In order to worship God we need to know what that word is and what true Biblical worship looks like. Before I build upon a foundation of identifying true Biblical worship I first must tear down the false teaching of the church of what is called worship. In parts 5-6-7 we have covered a lot concerning this aspect of what worship is not. Most of what the Bible calls praise has been redefined by the church as being worship.
There are over 20 different words in the Scriptures identifying different ways to praise God. We won't cover them all but just a few to show what is called praise and not worship in the Bible. In part 7 we looked at the first word which is "Towdah" and means to offer the sacrifice of thanksgiving.
The second word for praise is "Yadah" and means to lift up our hands.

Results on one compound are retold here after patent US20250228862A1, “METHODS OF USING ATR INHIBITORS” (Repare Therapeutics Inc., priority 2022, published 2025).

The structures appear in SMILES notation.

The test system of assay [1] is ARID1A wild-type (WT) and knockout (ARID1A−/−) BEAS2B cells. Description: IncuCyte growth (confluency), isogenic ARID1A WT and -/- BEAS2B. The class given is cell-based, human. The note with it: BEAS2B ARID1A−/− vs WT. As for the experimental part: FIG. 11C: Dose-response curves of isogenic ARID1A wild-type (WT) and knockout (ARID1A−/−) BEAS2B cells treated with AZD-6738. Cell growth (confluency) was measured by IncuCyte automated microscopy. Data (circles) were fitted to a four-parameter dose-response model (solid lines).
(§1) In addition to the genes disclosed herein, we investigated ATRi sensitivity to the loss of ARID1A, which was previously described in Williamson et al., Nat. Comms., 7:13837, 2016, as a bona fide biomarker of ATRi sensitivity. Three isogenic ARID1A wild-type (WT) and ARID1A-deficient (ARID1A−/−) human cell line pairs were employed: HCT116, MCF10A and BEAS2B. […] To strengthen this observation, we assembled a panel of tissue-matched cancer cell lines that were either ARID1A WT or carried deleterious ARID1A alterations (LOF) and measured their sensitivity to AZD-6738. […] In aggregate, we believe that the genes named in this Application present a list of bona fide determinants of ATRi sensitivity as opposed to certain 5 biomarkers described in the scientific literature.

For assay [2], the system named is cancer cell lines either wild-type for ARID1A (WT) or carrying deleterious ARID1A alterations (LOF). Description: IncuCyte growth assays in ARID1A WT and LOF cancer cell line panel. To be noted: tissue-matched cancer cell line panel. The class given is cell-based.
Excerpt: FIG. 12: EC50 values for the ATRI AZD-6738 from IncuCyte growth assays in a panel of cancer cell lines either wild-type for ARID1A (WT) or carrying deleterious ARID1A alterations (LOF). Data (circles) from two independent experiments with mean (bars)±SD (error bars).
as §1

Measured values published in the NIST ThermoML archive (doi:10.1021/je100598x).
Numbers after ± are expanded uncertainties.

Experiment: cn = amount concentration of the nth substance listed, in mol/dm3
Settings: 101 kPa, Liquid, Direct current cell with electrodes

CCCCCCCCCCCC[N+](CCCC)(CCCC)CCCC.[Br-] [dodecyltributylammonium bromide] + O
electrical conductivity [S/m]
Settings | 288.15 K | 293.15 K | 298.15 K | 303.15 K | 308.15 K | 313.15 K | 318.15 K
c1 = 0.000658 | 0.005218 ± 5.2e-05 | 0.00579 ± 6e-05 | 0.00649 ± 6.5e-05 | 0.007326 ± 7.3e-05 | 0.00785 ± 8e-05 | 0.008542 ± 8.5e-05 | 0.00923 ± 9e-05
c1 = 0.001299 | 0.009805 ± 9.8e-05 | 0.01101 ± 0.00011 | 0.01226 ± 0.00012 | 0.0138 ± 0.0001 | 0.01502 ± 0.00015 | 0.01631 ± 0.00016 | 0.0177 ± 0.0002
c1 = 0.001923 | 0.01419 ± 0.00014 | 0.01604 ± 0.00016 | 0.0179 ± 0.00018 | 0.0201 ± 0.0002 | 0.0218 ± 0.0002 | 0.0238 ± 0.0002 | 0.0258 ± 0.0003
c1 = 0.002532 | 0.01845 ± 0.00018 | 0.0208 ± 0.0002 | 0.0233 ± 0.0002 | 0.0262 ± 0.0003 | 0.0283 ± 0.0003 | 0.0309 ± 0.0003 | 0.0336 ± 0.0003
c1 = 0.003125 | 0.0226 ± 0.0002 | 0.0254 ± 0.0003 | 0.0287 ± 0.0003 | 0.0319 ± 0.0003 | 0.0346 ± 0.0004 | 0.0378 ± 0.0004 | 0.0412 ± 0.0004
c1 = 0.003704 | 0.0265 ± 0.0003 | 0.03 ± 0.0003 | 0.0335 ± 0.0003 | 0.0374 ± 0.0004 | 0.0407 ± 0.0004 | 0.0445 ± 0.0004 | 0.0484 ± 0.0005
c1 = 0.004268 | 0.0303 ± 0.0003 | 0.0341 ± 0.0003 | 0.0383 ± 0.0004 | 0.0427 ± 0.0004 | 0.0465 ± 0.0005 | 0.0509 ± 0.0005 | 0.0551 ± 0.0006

#2 Yadah - See Strongs #3034
The root word of this form of praise, which is "yad," is a word meaning "hand." Yadah is very literally the "lifting of hands in praise, reverence, and worship." The meaning conveyed is one of outward expression of love towards God, for others to see.
It also means "confession," but not necessarily in the general English sense that you and I are used. When used or translated as "confession," it means an "outward confession of praise or worthiness" to God.
Since Yadah involves the lifting of hands, one may understand it also with some connotations of "surrendering" or "confessing authority to" (as one under arrest puts up his hands to show submission to an officer).
The third word for praise is "Baruch" and means to bless.
#3 Baruch - See Strongs #1288
This is a word which very commonly is known to mean "to bless" or "blessed" (if you have ever heard the beginning of a Hebrew blessing, 'Baruch Atah Adonai…' which means “blessed are You, Lord.”
It also carries a secondary meaning, in some contexts, of "kneeling" or "bowing" as well. Baruch is usually the Hebrew word behind most blessings given in the Old Testament, either from God towards men (blessing), or men towards God (praising and bowing). Baruch is important to distinguish as strictly a verb (an action), not a noun (thing).